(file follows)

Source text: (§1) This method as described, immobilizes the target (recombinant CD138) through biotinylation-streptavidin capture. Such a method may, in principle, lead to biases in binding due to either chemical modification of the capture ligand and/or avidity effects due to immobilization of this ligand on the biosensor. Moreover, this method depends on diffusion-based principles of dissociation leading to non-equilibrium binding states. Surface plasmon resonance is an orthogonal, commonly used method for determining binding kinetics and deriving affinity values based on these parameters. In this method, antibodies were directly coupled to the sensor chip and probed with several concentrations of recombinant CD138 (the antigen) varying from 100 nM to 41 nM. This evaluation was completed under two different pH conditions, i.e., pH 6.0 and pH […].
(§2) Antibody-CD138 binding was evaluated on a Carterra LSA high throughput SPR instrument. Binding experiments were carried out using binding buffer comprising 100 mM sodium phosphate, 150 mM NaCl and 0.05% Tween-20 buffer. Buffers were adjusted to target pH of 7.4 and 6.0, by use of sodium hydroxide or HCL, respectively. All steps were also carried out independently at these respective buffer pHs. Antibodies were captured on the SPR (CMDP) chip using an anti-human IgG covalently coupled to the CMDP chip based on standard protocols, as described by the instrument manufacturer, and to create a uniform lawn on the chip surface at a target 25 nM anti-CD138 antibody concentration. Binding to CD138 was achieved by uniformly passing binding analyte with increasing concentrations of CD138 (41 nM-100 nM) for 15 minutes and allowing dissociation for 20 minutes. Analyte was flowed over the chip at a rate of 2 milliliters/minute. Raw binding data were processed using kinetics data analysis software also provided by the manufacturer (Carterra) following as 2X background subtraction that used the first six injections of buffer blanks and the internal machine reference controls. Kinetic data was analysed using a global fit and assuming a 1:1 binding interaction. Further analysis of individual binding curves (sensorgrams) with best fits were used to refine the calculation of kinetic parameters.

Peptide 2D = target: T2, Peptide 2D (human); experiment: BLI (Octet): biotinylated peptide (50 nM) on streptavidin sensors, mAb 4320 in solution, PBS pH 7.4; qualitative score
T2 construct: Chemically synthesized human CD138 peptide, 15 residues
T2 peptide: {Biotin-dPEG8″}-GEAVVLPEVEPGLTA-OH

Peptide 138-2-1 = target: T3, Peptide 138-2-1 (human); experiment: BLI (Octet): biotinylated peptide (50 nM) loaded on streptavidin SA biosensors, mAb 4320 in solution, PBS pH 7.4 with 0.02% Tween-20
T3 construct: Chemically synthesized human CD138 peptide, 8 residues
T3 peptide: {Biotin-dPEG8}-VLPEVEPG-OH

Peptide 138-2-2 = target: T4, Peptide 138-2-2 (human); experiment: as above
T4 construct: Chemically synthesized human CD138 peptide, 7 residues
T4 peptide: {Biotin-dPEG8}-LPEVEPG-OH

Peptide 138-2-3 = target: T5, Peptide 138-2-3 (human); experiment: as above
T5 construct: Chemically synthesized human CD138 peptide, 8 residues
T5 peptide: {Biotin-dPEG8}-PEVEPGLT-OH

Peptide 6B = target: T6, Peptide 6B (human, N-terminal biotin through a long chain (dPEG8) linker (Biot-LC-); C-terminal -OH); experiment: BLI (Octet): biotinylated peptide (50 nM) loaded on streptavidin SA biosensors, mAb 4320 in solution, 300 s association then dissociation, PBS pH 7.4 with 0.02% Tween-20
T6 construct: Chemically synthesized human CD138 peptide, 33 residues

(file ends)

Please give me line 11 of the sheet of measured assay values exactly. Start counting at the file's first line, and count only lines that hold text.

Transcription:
T4 peptide: {Biotin-dPEG8}-LPEVEPG-OH